We hypothesised that undergraduates and postgraduates would have variable confidence and competence in ECG interpretation due to varying experiences in learning, and this could be improved by offering specific training sessions to their training level. We randomised 26 FY1 doctors and 36 third-year medical students (volunteers) to a group undertaking focused training sessions (FTP) or self-directed learning (SDL). The FTP instructor was blinded to randomisation. FY1 and third-year medical students had separate, tailored training sessions. Confidence and competence was evaluated using a questionnaire (before and after) and a multiple-choice questionnaire (set by two independent consultant cardiologists). Baseline confidence rating was variable within each group. The most concerning rating for confidence in FY1 doctors was ‘poor’ (19.1%) with the most common rating being ‘satisfactory’ (66.6%). The third-year medical students most frequently rated themselves as ‘very poor’ (60%). The baseline confidence evaluations were particularly concerning for the FY1 doctors, though there is an improvement for both groups after the learning intervention, especially for those that underwent FTP. Following both learning interventions, confidence improved for all volunteers, with the greatest improvement in both FTP groups. Confidence was rated for interpreting specific individual ECGs. Baseline confidence for third-year medical students was poor for all ECGs except ‘sinus rhythm’. FY1 doctors at baseline did rate themselves as more confident interpreting life-threatening ECGs (ventricular fibrillation and tachycardia), but frequently rated themselves poorly for left and right bundle branch block. Third-year medical students more frequently rated themselves as confident in interpreting all the specific ECGs on the questionnaire. There was an improvement in confidence for both FY1 groups, without there being a clear difference between FTP and SDL. Confidence in ‘bundle branch block’ interpretation remained low, despite intervention in both groups. For individual ECG interpretation competence there were no statistically significant differences between each FY1 group. The third-year medical students in the FTP group interpreted ‘ventricular tachycardia’ (p=0.046) and ‘narrow complex tachycardia’ (p=0.009) significantly better than their SDL counterparts.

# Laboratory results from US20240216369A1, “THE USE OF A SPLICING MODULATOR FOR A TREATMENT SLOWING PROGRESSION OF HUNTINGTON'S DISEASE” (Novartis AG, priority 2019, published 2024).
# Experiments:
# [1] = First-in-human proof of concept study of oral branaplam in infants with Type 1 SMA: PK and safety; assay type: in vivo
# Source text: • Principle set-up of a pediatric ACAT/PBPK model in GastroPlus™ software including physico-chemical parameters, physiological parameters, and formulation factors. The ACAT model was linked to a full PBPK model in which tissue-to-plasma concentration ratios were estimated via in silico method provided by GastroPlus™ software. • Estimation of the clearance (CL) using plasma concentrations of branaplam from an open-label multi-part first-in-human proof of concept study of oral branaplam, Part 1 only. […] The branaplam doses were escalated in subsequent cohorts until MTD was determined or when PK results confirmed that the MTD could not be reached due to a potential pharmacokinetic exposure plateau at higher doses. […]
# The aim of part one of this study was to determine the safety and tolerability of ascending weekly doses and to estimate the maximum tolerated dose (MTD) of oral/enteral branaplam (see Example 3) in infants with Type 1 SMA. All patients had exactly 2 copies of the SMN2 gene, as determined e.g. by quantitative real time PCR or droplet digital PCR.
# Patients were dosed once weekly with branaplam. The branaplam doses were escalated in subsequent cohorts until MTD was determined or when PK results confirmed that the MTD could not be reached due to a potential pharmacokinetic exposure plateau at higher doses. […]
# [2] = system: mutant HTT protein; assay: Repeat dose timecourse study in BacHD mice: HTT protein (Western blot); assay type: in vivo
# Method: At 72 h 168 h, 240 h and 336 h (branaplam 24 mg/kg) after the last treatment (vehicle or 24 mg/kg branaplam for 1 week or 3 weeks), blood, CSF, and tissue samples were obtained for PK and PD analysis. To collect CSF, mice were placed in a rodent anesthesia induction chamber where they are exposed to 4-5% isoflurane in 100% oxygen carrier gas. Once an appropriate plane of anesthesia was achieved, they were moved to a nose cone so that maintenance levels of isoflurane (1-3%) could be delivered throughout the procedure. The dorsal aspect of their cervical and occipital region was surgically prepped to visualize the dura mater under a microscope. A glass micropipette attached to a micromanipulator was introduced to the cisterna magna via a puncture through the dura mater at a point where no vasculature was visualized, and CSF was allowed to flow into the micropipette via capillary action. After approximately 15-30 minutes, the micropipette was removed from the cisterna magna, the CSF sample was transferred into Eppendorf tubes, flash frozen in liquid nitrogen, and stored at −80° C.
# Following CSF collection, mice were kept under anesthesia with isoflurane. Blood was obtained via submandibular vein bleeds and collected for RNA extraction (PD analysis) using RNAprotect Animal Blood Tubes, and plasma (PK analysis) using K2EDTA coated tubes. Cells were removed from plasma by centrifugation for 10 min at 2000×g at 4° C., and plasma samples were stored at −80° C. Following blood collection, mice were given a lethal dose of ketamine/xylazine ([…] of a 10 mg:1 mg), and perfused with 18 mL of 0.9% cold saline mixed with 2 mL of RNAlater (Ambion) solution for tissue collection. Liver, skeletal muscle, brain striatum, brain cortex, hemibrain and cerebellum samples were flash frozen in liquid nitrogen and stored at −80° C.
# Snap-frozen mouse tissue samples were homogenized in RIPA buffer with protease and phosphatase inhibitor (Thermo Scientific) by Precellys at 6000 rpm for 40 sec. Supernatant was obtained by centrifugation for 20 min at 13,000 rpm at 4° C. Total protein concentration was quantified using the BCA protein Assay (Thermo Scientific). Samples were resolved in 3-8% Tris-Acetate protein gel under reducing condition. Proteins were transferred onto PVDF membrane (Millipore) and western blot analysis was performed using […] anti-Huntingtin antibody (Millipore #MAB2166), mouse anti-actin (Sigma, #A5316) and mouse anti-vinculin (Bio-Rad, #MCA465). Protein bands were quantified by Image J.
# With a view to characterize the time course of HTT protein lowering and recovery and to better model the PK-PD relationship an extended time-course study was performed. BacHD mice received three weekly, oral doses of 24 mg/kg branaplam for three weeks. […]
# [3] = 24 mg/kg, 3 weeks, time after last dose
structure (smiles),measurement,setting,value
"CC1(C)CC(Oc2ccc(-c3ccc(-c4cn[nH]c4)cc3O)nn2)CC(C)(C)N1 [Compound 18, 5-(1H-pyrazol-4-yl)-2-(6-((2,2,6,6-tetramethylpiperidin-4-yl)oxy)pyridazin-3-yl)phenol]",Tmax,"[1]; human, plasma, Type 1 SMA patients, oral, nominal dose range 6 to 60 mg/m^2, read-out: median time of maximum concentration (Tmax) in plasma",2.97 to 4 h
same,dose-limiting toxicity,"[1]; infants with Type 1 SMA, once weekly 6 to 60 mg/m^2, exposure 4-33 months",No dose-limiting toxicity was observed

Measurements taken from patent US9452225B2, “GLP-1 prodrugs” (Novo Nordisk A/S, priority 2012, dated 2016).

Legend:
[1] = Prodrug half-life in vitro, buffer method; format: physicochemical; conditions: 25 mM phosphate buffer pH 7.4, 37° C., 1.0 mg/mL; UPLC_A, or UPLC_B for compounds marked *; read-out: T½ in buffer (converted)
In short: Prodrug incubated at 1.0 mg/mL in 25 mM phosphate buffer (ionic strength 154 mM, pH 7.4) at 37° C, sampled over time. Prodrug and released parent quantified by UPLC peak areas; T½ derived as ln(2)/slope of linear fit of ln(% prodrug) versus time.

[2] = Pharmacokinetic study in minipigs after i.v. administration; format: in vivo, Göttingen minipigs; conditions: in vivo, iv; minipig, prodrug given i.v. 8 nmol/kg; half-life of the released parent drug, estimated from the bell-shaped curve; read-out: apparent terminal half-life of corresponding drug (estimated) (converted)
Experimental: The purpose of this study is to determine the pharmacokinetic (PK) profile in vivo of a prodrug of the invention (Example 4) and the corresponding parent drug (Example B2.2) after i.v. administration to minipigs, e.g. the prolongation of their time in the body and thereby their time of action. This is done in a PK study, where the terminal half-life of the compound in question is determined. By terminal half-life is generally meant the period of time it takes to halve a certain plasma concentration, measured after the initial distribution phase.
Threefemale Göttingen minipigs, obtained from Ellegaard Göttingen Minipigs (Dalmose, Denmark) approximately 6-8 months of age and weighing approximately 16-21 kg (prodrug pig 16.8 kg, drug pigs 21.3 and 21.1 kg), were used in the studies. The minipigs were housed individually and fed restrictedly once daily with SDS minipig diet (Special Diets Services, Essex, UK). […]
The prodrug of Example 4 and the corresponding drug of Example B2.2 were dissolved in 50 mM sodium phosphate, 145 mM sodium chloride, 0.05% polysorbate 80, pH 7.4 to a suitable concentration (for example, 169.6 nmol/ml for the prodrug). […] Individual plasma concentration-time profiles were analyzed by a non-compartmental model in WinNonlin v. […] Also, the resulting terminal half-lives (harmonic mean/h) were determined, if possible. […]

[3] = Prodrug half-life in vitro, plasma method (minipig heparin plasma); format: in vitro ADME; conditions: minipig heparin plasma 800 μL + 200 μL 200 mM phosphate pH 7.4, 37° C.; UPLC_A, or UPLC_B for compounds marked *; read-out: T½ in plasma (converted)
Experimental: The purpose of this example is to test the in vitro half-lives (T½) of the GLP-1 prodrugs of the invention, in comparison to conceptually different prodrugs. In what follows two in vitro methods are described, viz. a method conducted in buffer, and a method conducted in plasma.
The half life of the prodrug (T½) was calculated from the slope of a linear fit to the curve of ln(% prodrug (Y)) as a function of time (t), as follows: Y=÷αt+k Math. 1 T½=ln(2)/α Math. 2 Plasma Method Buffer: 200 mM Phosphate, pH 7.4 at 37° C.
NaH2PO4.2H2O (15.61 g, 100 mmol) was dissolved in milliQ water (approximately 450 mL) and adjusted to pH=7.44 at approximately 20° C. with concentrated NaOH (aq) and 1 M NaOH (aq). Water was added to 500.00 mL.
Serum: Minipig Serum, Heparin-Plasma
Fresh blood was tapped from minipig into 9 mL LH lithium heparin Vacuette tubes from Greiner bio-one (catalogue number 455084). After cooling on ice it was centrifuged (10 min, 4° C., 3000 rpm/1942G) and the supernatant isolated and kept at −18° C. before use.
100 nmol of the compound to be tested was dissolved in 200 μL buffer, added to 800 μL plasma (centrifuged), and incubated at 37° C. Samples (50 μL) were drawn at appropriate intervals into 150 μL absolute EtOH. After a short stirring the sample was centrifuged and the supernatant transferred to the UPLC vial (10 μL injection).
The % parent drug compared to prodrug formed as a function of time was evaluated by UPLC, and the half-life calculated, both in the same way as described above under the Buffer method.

Rowlands and Moore hit the nail on the head highlighting the variability in correct ECG interpretation. This is a problem that has its foundations in the learning to become competent. Many stratagems may help to improve competence, however, a focused teaching programme, as highlighted in this article, can be very effective. Our study was cost-neutral and the results demonstrated an improvement in confidence in both groups and competence in the third-year medical students. Our study was performed on small numbers, but highlights the current problem and one strategy that should be considered to improve the situation.

Conflict of interest

None declared.

Christopher McAloon, Speciality Registrar in Cardiology

Helen Leach, Foundation Year One Doctor

Simrat Gill, Core Medical Trainee

Jasper Trevelyan, Consultant Cardiologist

Worcestershire Acute NHS Trust, Charles Hastings Way, Worcester, WR5 1DD

Arun Aluwalia, Specialty Registrar in Public Health

Birmingham Heartlands Hospital NHS Trust, Bordesley Green, Birmingham, B9 5SS


1. Rowlands D, Moore P. ECG interpretation in the NHS. Br J Cardiol 2014;21:47–8.

2. Todd KH, Hoffminan JR, Morgan MT. Effect of cardiologist ECG review on emergency department practice. Ann Emer Med 1996;27:16–21.

3. LaCombe MA. On bedside teaching, Ann Intern Med 1997;126:217–20.

4. UK Foundation Programme Office. The UK Foundation Programme Curriculum 2010. Cardiff: UKFPO, 2010. Accessed at: [6 February 2013]. The up-to-date curriculum is available from:

5. McAloon CJ, Leach H, Gill S, Aluwalia A, Trevelyan J. Improving ECG Competence in Medical Trainees in a UK District General Hospital. Cardiol Res 2014;5:51–7.